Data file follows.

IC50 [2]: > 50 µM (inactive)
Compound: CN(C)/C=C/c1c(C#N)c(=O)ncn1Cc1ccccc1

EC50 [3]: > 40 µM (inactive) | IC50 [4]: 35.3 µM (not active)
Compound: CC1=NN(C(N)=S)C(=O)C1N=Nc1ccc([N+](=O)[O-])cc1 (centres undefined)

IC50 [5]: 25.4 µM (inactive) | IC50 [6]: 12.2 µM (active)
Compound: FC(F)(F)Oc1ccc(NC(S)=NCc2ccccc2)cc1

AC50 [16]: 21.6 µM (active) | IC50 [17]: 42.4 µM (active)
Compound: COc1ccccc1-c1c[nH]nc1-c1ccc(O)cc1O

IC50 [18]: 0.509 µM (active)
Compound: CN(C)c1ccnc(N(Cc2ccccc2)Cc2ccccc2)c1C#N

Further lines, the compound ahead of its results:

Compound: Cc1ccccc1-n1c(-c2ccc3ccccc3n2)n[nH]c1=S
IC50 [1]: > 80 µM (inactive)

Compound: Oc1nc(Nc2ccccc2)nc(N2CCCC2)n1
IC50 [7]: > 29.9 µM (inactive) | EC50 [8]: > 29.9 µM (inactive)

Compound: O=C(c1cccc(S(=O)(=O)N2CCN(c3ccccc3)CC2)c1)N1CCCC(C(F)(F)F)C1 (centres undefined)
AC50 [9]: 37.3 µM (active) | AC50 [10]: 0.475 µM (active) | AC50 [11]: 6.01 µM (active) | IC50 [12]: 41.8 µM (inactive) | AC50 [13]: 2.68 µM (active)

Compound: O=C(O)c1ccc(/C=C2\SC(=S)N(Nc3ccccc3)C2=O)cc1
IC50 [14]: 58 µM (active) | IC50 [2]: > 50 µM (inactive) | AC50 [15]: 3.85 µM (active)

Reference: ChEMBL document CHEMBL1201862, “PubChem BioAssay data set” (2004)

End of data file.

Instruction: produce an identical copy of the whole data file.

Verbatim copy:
IC50 [2]: > 50 µM (inactive)
Compound: CN(C)/C=C/c1c(C#N)c(=O)ncn1Cc1ccccc1

EC50 [3]: > 40 µM (inactive) | IC50 [4]: 35.3 µM (not active)
Compound: CC1=NN(C(N)=S)C(=O)C1N=Nc1ccc([N+](=O)[O-])cc1 (centres undefined)

IC50 [5]: 25.4 µM (inactive) | IC50 [6]: 12.2 µM (active)
Compound: FC(F)(F)Oc1ccc(NC(S)=NCc2ccccc2)cc1

AC50 [16]: 21.6 µM (active) | IC50 [17]: 42.4 µM (active)
Compound: COc1ccccc1-c1c[nH]nc1-c1ccc(O)cc1O

IC50 [18]: 0.509 µM (active)
Compound: CN(C)c1ccnc(N(Cc2ccccc2)Cc2ccccc2)c1C#N

Further lines, the compound ahead of its results:

Compound: Cc1ccccc1-n1c(-c2ccc3ccccc3n2)n[nH]c1=S
IC50 [1]: > 80 µM (inactive)

Compound: Oc1nc(Nc2ccccc2)nc(N2CCCC2)n1
IC50 [7]: > 29.9 µM (inactive) | EC50 [8]: > 29.9 µM (inactive)

Compound: O=C(c1cccc(S(=O)(=O)N2CCN(c3ccccc3)CC2)c1)N1CCCC(C(F)(F)F)C1 (centres undefined)
AC50 [9]: 37.3 µM (active) | AC50 [10]: 0.475 µM (active) | AC50 [11]: 6.01 µM (active) | IC50 [12]: 41.8 µM (inactive) | AC50 [13]: 2.68 µM (active)

Compound: O=C(O)c1ccc(/C=C2\SC(=S)N(Nc3ccccc3)C2=O)cc1
IC50 [14]: 58 µM (active) | IC50 [2]: > 50 µM (inactive) | AC50 [15]: 3.85 µM (active)

Reference: ChEMBL document CHEMBL1201862, “PubChem BioAssay data set” (2004)